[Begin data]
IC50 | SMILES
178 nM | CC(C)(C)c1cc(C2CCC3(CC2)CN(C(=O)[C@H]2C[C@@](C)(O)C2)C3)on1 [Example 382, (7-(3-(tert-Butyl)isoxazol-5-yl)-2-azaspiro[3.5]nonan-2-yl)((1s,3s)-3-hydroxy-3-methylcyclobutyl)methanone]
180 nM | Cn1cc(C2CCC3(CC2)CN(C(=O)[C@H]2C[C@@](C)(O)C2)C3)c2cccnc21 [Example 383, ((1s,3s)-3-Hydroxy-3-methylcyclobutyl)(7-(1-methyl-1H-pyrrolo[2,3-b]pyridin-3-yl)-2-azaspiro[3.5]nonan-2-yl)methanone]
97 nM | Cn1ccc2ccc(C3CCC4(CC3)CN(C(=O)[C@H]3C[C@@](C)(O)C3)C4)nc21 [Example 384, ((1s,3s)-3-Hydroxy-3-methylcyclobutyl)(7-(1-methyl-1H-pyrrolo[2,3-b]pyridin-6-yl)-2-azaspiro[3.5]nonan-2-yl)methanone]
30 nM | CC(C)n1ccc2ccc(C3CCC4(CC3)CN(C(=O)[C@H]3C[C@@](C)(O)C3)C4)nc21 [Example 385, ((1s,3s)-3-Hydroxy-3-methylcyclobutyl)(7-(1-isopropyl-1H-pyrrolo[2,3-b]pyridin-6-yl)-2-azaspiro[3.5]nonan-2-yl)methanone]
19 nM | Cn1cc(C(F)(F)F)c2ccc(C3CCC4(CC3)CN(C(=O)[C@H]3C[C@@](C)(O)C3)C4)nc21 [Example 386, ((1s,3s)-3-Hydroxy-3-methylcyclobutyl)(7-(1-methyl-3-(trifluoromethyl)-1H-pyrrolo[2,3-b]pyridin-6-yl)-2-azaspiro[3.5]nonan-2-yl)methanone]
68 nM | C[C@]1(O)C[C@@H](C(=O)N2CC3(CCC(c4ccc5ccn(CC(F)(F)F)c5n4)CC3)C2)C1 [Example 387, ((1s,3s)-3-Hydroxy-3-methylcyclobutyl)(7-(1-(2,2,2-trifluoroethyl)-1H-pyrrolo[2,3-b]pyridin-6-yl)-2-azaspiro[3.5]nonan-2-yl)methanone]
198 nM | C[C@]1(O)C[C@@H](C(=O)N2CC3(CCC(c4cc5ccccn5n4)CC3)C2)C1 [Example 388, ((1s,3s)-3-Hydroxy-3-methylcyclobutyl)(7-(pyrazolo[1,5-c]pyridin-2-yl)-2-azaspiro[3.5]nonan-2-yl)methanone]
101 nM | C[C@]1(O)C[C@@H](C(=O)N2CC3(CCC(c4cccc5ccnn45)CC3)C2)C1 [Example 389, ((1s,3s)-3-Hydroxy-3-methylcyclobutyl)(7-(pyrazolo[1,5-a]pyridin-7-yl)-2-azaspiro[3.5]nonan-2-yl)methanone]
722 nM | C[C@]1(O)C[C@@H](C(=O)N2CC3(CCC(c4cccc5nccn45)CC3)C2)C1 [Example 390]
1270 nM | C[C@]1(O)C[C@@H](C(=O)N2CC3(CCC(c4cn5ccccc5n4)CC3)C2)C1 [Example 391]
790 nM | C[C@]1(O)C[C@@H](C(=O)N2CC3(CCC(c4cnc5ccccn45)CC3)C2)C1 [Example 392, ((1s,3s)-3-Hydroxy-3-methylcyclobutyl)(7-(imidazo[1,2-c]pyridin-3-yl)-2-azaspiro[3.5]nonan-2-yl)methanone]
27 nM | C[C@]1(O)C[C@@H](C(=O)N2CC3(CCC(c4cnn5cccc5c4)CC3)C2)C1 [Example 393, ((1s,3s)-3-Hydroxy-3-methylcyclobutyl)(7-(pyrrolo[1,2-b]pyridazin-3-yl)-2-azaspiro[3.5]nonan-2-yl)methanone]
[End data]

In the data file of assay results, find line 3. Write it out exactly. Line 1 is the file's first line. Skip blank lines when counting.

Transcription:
180 nM | Cn1cc(C2CCC3(CC2)CN(C(=O)[C@H]2C[C@@](C)(O)C2)C3)c2cccnc21 [Example 383, ((1s,3s)-3-Hydroxy-3-methylcyclobutyl)(7-(1-methyl-1H-pyrrolo[2,3-b]pyridin-3-yl)-2-azaspiro[3.5]nonan-2-yl)methanone]